By Musa Sunusi Ahmad
Paradigm Initiative is seriously concerned over the alleged secret blocking of the domain names of #EndSARS related websites by the Nigerian government. Websites related to the campaign have been inaccessible as reported by many citizens and from independent checks carried out by Paradigm Initiative. These attempts are an unacceptable violation of constitutionally and globally guaranteed rights of freedom of expression and access to information.
In a similar development that occurred in October 2017, we monitored and challenged the Nigerian government’s censorship directive through the Nigerian Communications Commission (NCC), an agency which is supposedly independent. The NCC must not continue to offer itself to be used by the Federal Government under any guise to intimidate citizens who engage in legitimate protests and exercise their digital rights by leveraging digital platforms for the protest.
According to Paradigm Initiative’s Senior Program Manager, Adeboye Adegoke, “Section 39 of the Constitution of the Federal Republic of Nigeria expressly provides that every person shall be entitled to freedom of expression, including the freedom to hold opinions and to receive and impart ideas and information without interference. Article 19 of the Universal Declaration of Human Rights provides similarly that everyone shall have the right to freedom of expression. This right shall include freedom to seek, receive and impart information and ideas of all kinds, regardless of frontiers, either orally, in writing or in print, in the form of art, or through any other media of his choice”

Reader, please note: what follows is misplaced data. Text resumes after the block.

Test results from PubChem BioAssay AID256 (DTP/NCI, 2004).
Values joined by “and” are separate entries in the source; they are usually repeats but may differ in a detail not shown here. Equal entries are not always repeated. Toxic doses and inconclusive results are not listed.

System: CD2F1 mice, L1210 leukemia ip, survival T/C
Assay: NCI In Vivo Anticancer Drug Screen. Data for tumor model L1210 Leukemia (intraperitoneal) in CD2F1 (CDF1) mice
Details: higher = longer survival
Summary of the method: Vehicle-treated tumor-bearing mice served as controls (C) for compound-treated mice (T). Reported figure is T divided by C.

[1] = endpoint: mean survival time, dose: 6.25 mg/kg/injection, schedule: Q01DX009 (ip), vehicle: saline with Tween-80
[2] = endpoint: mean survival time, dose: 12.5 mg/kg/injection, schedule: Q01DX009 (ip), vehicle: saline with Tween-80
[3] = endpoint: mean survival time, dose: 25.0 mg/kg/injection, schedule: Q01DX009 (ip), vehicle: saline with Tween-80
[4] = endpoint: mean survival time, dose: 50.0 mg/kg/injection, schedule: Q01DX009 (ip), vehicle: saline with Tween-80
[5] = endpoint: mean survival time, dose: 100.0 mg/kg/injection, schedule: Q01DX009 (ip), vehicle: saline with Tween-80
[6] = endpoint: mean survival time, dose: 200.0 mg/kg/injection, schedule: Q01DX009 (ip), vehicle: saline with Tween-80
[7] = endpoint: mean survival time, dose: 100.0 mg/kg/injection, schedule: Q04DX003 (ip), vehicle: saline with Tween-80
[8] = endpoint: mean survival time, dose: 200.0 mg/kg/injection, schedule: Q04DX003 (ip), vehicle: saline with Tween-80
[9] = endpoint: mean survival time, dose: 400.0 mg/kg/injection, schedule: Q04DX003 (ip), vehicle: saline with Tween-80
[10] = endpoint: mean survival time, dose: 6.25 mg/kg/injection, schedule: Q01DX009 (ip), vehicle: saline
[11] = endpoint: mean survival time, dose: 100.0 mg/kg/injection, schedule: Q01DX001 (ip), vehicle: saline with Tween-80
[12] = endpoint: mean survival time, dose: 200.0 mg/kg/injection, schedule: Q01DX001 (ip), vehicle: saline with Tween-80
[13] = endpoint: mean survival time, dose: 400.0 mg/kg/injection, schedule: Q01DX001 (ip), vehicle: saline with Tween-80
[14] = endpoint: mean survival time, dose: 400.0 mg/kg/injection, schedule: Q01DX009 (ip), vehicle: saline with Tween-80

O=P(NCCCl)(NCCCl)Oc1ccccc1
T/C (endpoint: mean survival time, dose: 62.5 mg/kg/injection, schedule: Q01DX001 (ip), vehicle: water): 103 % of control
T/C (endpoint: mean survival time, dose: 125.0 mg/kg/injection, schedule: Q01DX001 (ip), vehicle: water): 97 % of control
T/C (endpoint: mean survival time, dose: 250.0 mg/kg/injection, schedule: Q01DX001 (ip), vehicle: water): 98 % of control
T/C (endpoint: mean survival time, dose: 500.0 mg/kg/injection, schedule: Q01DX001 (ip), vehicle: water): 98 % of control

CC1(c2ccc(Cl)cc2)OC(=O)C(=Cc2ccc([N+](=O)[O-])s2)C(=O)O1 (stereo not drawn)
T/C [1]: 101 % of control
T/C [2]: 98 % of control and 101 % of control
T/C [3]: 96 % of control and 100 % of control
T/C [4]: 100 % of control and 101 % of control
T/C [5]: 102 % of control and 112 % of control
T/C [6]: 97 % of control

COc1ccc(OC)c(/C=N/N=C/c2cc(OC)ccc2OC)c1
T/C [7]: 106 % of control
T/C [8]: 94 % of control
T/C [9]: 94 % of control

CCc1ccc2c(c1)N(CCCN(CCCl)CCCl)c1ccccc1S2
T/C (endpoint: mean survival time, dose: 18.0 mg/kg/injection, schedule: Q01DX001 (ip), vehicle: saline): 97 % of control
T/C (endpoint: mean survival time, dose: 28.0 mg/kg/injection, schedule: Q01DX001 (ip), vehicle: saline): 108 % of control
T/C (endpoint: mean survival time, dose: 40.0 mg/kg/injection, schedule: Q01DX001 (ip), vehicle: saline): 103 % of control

While commenting on the development, ‘Gbenga Sesan, Executive Director of Paradigm Initiative says that “Paradigm Initiative has sent a Freedom of Information request to the NCC to answer key questions such as who ordered the recent blocking of websites, the reason for the blocking, disruption, or restriction on these websites. We want to know under which legal provision this is being carried out and if the NCC authorised the blocking, disruption, or restriction of these websites. We also need to know if the owners of the websites were informed that their websites will be blocked, and if they were given an opportunity for a fair hearing. Another question that must be answered is: Did the NCC act independently or was it acting on behalf of other government institutions?”
Mr. Sesan further stated that “in a country with increasingly closed civic spaces and one that must do more work to protect freedom of expression and press freedom, a dangerous precedent could be set if the NCC continues to carry out the restriction of access to websites that are critical of government or that support citizens’ right to contribute to our democracy.”
While speaking further on the development, Senior Program Manager at PIN, Adeboye Adegoke, said that “the right to receive information and the right to give information is expressly codified in legal instruments recognised in Nigeria, so it would be sheer defiance by the NCC to attempt to make a derogation in such a manner.”